I do know that cheating is the American way. If teachers are to be judged on how well a child does on a specific test, the teacher will find a way to help the child score better on that test.

If teacher pay ever is tied to student performance in any serious (high dollar) way, then many teachers will try their best to avoid having the low achievers in their class.


Funny thing about children: the "experts" on raising them tend not to have any. I wonder how many "experts" on educating them have spend much time in front of a class of kids who would rather be doing something else.

Modern school has way too many hours of sitting for boys to be successful.

regards,
Waddie

tizziec
04-02-2013, 04:07 PM
There is only one way to measure the teacher through the student and that is to test the abilities of the student without cmoparring it to any standard, at the beginning of the year, then again at the end, account for learning disabilities or personal issues that would effect performance, then see how far the child came.

Unfortunately, though this is a the best and most effective way to look at both child and teacher, it is also the most expensive way because instead of lumping all children under a spevified standard, it allows for each child to be looked at individually.

John Smith
04-02-2013, 06:26 PM
I seem to remember taking tests. Final exams, too. I'm not sure how else you measure the extent to which a student has learned.

What I believe was different is that not all tests were the same, although I expect the final exam might have been. I also expect the final exam was a smaller factor in final grade than the current standard test is.

Sadly, I further suspect this is another area wherein an honest, fact based discussion is not likely.

Waddie
04-02-2013, 06:31 PM
There is only one way to measure the teacher through the student and that is to test the abilities of the student without cmoparring it to any standard, at the beginning of the year, then again at the end, account for learning disabilities or personal issues that would effect performance, then see how far the child came.

Unfortunately, though this is a the best and most effective way to look at both child and teacher, it is also the most expensive way because instead of lumping all children under a spevified standard, it allows for each child to be looked at individually.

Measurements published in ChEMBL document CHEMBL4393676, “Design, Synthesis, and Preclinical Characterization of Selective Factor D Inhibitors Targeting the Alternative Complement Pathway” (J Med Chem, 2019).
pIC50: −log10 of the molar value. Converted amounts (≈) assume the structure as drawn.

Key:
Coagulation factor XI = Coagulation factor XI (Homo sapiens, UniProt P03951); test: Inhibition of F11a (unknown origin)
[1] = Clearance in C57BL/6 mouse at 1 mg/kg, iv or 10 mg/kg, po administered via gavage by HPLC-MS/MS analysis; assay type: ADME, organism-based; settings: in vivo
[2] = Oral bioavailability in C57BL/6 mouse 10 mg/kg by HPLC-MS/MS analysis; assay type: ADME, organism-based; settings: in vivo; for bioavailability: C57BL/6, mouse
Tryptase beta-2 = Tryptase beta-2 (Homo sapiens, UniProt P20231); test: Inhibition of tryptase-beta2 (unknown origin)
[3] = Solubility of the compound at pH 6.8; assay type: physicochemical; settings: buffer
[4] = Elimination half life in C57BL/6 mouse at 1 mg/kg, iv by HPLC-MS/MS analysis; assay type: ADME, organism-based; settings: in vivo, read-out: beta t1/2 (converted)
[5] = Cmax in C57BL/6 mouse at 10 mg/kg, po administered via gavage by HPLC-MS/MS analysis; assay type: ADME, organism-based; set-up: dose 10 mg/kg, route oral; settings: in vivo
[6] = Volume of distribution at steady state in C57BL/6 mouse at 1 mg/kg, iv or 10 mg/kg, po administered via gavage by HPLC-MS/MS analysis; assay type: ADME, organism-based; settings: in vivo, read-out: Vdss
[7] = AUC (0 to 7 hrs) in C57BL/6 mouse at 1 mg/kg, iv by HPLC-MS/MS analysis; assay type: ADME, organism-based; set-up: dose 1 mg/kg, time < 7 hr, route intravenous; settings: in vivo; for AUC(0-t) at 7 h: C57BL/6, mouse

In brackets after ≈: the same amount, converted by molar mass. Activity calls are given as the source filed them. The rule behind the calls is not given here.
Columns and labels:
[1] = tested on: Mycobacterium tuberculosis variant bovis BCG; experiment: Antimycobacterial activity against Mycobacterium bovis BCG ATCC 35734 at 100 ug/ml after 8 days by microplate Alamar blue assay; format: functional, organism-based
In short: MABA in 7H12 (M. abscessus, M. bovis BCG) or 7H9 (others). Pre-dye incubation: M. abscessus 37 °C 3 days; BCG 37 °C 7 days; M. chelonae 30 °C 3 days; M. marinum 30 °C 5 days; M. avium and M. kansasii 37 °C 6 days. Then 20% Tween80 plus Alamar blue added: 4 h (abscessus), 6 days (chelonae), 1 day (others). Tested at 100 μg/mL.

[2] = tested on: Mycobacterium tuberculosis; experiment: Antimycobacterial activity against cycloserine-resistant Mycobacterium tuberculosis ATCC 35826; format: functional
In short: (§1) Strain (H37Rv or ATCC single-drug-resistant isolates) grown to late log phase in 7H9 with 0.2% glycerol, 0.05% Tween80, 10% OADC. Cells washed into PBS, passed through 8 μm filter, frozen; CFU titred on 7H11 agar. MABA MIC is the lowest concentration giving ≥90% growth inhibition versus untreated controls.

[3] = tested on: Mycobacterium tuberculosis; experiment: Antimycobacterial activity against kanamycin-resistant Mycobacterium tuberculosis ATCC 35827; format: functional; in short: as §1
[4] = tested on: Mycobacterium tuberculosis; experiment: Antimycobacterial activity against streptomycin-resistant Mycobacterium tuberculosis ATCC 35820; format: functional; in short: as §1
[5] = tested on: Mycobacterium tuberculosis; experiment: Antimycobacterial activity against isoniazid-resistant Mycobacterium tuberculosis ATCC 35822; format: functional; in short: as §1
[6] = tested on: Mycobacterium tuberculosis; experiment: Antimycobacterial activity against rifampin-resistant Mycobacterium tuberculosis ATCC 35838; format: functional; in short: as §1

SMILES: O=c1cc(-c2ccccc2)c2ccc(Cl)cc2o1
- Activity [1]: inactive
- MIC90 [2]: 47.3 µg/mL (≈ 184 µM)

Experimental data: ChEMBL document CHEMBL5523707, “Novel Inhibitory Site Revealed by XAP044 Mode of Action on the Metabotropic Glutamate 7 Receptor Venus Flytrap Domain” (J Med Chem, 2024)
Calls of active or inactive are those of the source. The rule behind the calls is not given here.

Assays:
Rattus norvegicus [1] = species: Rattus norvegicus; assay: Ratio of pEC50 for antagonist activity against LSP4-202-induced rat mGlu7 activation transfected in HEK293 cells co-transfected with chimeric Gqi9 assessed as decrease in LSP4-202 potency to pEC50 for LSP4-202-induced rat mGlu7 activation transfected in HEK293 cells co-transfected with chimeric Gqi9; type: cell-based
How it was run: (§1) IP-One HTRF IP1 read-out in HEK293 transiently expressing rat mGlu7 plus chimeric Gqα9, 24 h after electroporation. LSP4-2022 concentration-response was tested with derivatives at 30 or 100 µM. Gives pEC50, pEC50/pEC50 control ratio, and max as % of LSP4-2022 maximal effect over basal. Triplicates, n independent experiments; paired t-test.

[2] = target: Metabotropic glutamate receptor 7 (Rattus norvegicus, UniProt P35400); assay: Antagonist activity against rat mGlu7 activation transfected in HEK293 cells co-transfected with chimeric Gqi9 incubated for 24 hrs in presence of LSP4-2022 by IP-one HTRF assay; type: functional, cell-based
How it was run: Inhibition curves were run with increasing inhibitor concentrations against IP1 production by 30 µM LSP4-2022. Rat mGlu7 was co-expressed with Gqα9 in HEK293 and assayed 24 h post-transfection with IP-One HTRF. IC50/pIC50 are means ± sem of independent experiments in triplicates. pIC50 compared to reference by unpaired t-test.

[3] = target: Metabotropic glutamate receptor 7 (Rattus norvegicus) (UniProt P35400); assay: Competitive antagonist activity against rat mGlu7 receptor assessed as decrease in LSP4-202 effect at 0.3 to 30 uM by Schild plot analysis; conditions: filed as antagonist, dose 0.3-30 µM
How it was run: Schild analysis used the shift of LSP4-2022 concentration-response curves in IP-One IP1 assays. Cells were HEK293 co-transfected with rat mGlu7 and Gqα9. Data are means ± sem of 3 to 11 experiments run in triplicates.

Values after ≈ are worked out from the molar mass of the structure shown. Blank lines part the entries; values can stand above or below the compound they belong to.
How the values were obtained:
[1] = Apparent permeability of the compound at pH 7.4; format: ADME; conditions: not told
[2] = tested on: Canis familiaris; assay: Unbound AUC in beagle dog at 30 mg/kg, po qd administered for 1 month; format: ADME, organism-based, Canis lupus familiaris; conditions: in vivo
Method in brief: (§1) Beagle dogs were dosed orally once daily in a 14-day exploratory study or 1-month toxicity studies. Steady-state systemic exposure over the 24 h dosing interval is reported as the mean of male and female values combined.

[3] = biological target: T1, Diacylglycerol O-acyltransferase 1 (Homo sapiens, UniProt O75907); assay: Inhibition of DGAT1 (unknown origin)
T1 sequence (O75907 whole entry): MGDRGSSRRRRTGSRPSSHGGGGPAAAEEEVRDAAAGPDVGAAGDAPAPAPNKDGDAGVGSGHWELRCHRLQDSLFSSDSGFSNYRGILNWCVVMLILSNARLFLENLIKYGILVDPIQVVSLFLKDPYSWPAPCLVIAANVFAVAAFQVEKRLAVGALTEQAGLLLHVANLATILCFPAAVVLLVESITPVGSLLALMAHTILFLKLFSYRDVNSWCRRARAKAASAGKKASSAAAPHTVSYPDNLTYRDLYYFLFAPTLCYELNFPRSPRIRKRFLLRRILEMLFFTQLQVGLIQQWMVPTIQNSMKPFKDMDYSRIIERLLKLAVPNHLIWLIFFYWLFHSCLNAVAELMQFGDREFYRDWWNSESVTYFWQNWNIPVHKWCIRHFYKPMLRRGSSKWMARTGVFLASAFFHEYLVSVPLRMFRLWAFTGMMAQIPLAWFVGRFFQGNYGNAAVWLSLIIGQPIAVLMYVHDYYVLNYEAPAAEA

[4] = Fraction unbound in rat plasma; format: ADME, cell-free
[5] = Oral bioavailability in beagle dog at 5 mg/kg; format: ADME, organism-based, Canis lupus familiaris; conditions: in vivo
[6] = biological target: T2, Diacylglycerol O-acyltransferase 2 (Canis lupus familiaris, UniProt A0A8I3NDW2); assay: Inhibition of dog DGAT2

In theory, I agree. But my son has about 23 kids in his class, and about 5 have left while 5 new ones have come in over the year so far. In an inner city school, half of the class might turn over in a year. Schools can be revolving doors. That is partly why scores can be low. Every time a kid goes to a new school they lose a few months progress in the transition as the get adjusted, and the teacher gets to know how they learn best (learning style).

The teachers/counselor/administrators at his school are already planning next year. There a 5 fourth graders coming up to fifth grade that all go to "specials" for writing at the same time, and since he teaches all 5th grade writing he volunteered to take them. Would he have volunteered if having them meant far less pay next year? Probably not, as he has a family of his own to help support.

BTW; I'm not negative on all schools/teachers. Most all of them are great people, good teachers, and try very hard. I think we are just making their job harder by all this extra testing and interference.

regards,
Waddie

Osborne Russell
04-02-2013, 10:30 PM
If teacher pay ever is tied to student performance in any serious (high dollar) way, then many teachers will try their best to avoid having the low achievers in their class.

Yep.




Modern school has way too many hours of sitting for boys to be successful.




Yep.

Osborne Russell
04-02-2013, 10:33 PM
Let's not forget that testing is also now a big industry.

Hence the corruption and racketeering, financed by the federal government.


Inner city kids are probably smarter than they appear on national tests because there is little pressure to do well.

Yep. It's culture, not the teachers.

Breakaway
04-02-2013, 10:50 PM
I do know that cheating is the American way. If teachers are to be judged on how well a child does on a specific test, the teacher will find a way to help the child score better on that test.

This raises an interesting point. Cheating aside, learning how to take tests is as important a skill as learning the subject matter( and as important as learning how to learn), IMO.

The question is: where is the balance? One can score high on a standardized test with only fair subject knowledge if one is an expert test taker. More conventional means of testing seem, at least to me, a better gauge of what the student has actually learned.

For example. My third-grader is taking these tests for the first time in a couple of weeks. Her reading comprehension tests as part of the regular schoolwork require her to read a book,or chapter, and then she is quizzed on knowledge of that reading without the book in front of her. The reading comprehension portion of the standardized test includes the reading material on the page prior to the questions. So she is being taught (rightly so, and I'm helping) to read the piece, look at the questions and then go back and skim for the answers. If she does so, she'll score well--but in so doing she isn't excercising memory, or fact juggling, or how to determine which facts can be ignored and which might be significant. She's learning how to take a test, not "learning."

Kevin

tizziec
04-03-2013, 06:12 AM
This raises an interesting point. Cheating aside, learning how to take tests is as important a skill as learning the subject matter( and as important as learning how to learn), IMO.

The question is: where is the balance? One can score high on a standardized test with only fair subject knowledge if one is an expert test taker. More conventional means of testing seem, at least to me, a better gauge of what the student has actually learned.